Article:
The pump sprayer 13 is detachably connected to a reservoir 40. The reservoir 40 contains the substance 43 to be applied to the pet (e.g., insecticide or ointment). Since the reservoir 40 is detachable, it may be readily exchanged for one containing a different substance. When a user pumps the application trigger 46, the substance 43 is drawn up through first sprayer tube 49 and is forced out through second sprayer tube 52. The spray end 55 of second sprayer tube 52 would be placed near a target insect or other location on the pet before the user would pump the application trigger 46. The spray end 55 extends from the forward end 25 of the airflow outlet tube 16 to simplify direct application of the insecticide on the insect.
While what has been described above is a preferred embodiment of this invention, it will be obvious to those skilled in the art that numerous changes may be made without departing from the spirit or scope of the invention. It is intended that all matter contained in the above description or shown in the accompanying drawing shall be interpreted as being illustrative only and not limiting. The invention, therefore, is not to be limited except in accordance with the below claims.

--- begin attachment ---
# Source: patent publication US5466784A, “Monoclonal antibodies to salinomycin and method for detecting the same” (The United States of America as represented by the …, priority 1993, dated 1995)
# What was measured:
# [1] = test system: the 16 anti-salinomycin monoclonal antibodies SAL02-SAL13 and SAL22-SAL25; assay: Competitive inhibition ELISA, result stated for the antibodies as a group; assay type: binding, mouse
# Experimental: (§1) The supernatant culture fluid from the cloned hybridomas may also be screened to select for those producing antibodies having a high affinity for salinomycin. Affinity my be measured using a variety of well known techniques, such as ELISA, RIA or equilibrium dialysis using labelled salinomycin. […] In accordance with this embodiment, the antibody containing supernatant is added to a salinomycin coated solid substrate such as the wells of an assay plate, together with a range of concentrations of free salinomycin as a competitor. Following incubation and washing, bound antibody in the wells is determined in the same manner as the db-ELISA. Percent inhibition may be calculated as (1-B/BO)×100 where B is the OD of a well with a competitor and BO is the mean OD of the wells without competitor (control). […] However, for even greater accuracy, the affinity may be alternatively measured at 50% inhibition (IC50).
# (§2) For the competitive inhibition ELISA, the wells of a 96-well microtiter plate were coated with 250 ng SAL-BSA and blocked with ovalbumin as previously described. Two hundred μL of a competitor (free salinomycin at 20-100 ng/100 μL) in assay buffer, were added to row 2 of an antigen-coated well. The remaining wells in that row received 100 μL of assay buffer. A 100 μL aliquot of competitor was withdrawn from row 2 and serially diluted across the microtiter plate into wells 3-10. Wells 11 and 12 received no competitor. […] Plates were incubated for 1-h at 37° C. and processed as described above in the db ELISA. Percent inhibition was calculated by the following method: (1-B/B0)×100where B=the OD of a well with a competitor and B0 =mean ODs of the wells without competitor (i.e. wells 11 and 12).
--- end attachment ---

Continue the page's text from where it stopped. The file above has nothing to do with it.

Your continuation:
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|U.S. Classification||119/604, 34/97, 132/272, 43/900, 43/141|
|International Classification||B05B11/00, A01K13/00|
|Cooperative Classification||Y10S43/90, A01K13/003, B05B11/0005, A01K13/001|
|European Classification||A01K13/00B, A01K13/00D|
|Jul 12, 1994||CC||Certificate of correction|
|Aug 26, 1997||REMI||Maintenance fee reminder mailed|
|Jan 18, 1998||LAPS||Lapse for failure to pay maintenance fees|
|Mar 31, 1998||FP||Expired due to failure to pay maintenance fee|
Effective date: 19980121